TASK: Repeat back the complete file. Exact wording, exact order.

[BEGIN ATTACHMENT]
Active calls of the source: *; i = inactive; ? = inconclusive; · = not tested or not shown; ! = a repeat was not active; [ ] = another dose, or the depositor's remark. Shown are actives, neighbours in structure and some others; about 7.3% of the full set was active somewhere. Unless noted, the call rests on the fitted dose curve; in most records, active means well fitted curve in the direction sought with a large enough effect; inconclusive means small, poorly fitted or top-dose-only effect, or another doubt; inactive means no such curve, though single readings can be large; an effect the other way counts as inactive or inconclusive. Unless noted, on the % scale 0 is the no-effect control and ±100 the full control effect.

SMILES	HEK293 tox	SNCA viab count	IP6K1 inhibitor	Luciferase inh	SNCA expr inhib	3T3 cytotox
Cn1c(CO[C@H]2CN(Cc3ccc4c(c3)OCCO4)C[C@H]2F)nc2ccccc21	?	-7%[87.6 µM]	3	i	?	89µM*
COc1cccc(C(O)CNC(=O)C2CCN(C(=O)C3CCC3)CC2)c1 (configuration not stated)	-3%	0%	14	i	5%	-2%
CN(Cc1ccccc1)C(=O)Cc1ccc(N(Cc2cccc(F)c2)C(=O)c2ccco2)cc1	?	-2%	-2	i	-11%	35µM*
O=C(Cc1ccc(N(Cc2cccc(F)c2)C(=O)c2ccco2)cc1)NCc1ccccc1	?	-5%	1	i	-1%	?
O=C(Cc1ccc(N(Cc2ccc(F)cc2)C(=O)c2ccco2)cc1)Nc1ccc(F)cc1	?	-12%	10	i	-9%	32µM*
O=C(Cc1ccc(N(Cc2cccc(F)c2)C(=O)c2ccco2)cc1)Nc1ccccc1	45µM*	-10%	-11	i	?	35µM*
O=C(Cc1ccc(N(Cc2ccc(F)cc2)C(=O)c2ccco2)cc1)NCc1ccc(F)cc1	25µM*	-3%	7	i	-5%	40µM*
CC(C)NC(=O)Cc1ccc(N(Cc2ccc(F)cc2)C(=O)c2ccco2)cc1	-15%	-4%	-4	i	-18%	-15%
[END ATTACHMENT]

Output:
Active calls of the source: *; i = inactive; ? = inconclusive; · = not tested or not shown; ! = a repeat was not active; [ ] = another dose, or the depositor's remark. Shown are actives, neighbours in structure and some others; about 7.3% of the full set was active somewhere. Unless noted, the call rests on the fitted dose curve; in most records, active means well fitted curve in the direction sought with a large enough effect; inconclusive means small, poorly fitted or top-dose-only effect, or another doubt; inactive means no such curve, though single readings can be large; an effect the other way counts as inactive or inconclusive. Unless noted, on the % scale 0 is the no-effect control and ±100 the full control effect.

SMILES	HEK293 tox	SNCA viab count	IP6K1 inhibitor	Luciferase inh	SNCA expr inhib	3T3 cytotox
Cn1c(CO[C@H]2CN(Cc3ccc4c(c3)OCCO4)C[C@H]2F)nc2ccccc21	?	-7%[87.6 µM]	3	i	?	89µM*
COc1cccc(C(O)CNC(=O)C2CCN(C(=O)C3CCC3)CC2)c1 (configuration not stated)	-3%	0%	14	i	5%	-2%
CN(Cc1ccccc1)C(=O)Cc1ccc(N(Cc2cccc(F)c2)C(=O)c2ccco2)cc1	?	-2%	-2	i	-11%	35µM*
O=C(Cc1ccc(N(Cc2cccc(F)c2)C(=O)c2ccco2)cc1)NCc1ccccc1	?	-5%	1	i	-1%	?
O=C(Cc1ccc(N(Cc2ccc(F)cc2)C(=O)c2ccco2)cc1)Nc1ccc(F)cc1	?	-12%	10	i	-9%	32µM*
O=C(Cc1ccc(N(Cc2cccc(F)c2)C(=O)c2ccco2)cc1)Nc1ccccc1	45µM*	-10%	-11	i	?	35µM*
O=C(Cc1ccc(N(Cc2ccc(F)cc2)C(=O)c2ccco2)cc1)NCc1ccc(F)cc1	25µM*	-3%	7	i	-5%	40µM*
CC(C)NC(=O)Cc1ccc(N(Cc2ccc(F)cc2)C(=O)c2ccco2)cc1	-15%	-4%	-4	i	-18%	-15%